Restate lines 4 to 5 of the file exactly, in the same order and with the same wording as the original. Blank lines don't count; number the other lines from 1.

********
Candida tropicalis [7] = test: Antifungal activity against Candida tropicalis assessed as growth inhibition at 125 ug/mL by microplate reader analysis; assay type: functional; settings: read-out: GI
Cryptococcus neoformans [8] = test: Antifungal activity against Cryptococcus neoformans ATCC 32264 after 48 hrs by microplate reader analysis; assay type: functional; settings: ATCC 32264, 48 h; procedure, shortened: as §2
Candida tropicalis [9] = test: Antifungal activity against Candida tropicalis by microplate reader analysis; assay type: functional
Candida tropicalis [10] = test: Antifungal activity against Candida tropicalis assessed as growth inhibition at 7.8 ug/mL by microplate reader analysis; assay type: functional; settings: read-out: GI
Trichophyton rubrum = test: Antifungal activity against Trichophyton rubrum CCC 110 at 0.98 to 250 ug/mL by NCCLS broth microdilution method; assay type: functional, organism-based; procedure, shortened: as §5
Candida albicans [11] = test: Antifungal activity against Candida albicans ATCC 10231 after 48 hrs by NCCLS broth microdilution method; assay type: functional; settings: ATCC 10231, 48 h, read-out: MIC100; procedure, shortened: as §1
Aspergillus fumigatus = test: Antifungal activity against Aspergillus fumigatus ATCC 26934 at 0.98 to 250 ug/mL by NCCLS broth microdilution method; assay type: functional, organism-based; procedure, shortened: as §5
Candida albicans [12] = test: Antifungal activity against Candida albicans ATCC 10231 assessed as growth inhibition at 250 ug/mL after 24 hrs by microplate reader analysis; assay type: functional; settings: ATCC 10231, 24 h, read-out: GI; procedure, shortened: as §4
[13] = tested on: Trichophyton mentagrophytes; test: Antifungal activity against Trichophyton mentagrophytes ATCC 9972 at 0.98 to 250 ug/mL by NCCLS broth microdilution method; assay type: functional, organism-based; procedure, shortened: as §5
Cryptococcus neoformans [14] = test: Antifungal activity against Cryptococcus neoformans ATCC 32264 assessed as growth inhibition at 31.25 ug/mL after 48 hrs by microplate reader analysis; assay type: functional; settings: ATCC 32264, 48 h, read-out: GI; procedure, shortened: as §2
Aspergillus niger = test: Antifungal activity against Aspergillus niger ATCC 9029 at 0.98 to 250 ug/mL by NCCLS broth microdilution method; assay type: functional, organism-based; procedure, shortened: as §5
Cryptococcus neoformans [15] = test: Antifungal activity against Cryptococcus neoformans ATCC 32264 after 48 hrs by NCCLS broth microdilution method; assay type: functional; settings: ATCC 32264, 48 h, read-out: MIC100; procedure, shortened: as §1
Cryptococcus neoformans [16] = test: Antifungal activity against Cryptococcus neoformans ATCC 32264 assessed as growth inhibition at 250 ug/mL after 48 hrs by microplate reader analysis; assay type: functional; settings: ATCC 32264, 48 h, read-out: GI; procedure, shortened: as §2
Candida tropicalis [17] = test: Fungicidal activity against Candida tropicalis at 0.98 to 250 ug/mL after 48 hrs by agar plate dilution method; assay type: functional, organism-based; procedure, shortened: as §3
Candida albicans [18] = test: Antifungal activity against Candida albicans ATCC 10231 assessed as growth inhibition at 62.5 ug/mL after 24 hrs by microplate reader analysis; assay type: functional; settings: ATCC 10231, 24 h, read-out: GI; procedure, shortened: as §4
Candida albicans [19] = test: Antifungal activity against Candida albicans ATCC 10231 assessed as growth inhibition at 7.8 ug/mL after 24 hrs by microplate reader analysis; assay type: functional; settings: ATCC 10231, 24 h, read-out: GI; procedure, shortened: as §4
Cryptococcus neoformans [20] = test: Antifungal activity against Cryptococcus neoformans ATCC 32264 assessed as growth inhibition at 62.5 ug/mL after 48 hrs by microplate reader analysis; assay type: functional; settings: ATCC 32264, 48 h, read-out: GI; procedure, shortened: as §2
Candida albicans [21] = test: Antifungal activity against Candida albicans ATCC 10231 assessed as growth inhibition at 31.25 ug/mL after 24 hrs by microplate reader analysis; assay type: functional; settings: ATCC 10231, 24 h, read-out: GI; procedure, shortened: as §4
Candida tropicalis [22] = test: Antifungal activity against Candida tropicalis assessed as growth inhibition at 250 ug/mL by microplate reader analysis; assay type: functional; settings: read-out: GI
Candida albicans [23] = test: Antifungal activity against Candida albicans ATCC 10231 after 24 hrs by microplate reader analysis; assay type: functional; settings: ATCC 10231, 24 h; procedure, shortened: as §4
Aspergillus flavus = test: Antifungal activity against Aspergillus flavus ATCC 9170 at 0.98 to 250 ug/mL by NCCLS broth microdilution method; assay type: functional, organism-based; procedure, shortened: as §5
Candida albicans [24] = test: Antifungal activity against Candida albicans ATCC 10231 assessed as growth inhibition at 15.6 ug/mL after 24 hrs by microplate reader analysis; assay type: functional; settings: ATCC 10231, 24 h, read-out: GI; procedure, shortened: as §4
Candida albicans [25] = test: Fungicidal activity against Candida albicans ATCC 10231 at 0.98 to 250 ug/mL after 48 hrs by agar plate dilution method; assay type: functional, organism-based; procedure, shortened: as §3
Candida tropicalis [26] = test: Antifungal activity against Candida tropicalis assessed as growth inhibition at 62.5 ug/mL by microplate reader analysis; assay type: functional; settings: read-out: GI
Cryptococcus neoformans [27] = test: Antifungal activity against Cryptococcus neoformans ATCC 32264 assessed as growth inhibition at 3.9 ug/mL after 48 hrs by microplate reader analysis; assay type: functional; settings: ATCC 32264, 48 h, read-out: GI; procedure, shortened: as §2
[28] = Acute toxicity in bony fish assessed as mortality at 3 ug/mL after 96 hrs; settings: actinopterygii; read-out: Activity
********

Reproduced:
Candida tropicalis [10] = test: Antifungal activity against Candida tropicalis assessed as growth inhibition at 7.8 ug/mL by microplate reader analysis; assay type: functional; settings: read-out: GI
Trichophyton rubrum = test: Antifungal activity against Trichophyton rubrum CCC 110 at 0.98 to 250 ug/mL by NCCLS broth microdilution method; assay type: functional, organism-based; procedure, shortened: as §5